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Now that the industry has been notified on the AML/CTF priorities that should be assessed in a financial institution’s BSA program, covered institutions should expect to be evaluated on their consideration of the Priorities as part of their overall BSA compliance program. Remember, the AMLA states that financial institutions’ AML/CTF programs should be risk-based and that valuable resources should be directed toward higher-risk areas of the institution.  Not all risk profiles are equal, but regardless, each Priority should be assessed. Regulators will expect that each Priority has been incorporated into the institution’s policies and procedures.

There is no doubt that the Priorities are broad, as regulations have yet to be written. FinCEN has released guidance on many of the Priorities with typologies and red flags that institutions should use for suspicious activity detection. Many of those likely are already covered, such as human trafficking and terrorist financing, but others, such as corruption and proliferation financing, may require expanded assessment. Starting now will give institutions a leg up with the guidance is released by the end of 2021.  

Consider taking these steps now to ensure preparedness, starting with a risk assessment and a few of the pillars of BSA:

  • Risk Assessment: If not already addressed, assess each Priority in your enterprise-wide risk assessment. Thoroughly analyze and document the residual risk of each.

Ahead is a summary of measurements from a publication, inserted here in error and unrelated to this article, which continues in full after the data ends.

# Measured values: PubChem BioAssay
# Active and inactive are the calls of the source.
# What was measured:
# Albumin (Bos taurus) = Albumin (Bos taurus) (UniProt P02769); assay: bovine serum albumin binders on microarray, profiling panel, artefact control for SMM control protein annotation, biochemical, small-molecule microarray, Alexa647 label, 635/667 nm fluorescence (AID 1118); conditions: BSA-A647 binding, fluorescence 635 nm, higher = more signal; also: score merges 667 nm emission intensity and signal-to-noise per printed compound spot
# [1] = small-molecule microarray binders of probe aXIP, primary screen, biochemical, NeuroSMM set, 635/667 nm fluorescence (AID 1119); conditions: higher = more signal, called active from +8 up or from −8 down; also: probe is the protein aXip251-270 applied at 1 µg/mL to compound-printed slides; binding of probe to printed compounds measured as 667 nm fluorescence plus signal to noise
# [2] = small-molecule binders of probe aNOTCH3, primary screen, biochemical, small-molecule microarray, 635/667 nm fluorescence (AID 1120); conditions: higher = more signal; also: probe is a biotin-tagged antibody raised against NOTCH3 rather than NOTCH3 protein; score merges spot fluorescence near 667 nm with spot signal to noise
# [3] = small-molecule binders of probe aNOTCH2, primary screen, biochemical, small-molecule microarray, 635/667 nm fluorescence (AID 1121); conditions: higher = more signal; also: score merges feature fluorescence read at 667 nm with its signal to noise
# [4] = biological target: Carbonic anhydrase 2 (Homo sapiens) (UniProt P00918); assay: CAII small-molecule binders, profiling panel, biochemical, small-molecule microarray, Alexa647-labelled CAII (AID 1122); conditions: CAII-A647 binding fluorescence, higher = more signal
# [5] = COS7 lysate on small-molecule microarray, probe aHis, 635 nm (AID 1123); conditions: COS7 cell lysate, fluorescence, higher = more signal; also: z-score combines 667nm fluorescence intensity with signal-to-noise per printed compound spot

• Internal Controls: Ensure that your policies and procedures address each of the Priorities. While the Priorities are broad in nature, FinCEN has previously released advisories and/or guidance around most of them. Incorporate each FinCEN release into your procedures.
  • Customer Due Diligence: Onboarding documents should include any early detection method of identifying higher-risk customers. Ongoing monitoring and enhanced due diligence should be performed on any fitting a Priority profile, using a risk-based approach as supported by your risk assessment.
  • Training: Ensure that front line and BSA staff understand the Priorities and typologies and red flags of each. Understand what your risk is and what you are looking for.
  • Independent Testing: It never hurts to have your internal audit or external third-party auditor review your program for the Priorities. If there are any deficiencies, correct them now.
Looking ahead

What's Next for FinCEN Priorities?

The publication of the Priorities has been all the buzz in the industry, mostly with a “what’s new” attitude. However, FinCEN has been on a fast track to satisfy the requirements of the AMLA by their prescribed timeframes. The “what’s new” will be known by the end of the year when guidance is due to be released. This will be the first significant change to BSA since the USA PATRIOT Act. Being proactive will prepare financial institutions for implementing anticipated guidance into their AML programs.

The AMLA requires FinCEN to update the Priorities at least once every four years to account for new and emerging threats to the U.S. financial system and national security. Historically, BSA has been criticized for being stagnant while criminals find new and innovative ways of moving illicit funds. It appears change will be ongoing, and these first Priorities are a good place to get BSA Program general enhancement processes in place before regulations are finalized. Financial institutions will be positioned to quickly reevaluate existing risk assessments, policies, and procedures for any additional requirements released in the regulations.

Check out FinCEN Priorities Part II: Human Trafficking and Human Smuggling.

About the Author

Terri Luttrell, CAMS-Audit

Compliance and Engagement Director
Terri Luttrell is a seasoned AML professional and former director and AML/OFAC officer with over 20 years in the banking industry, working both in medium and large community and commercial banks ranging from $2 billion to $330 billion in asset size.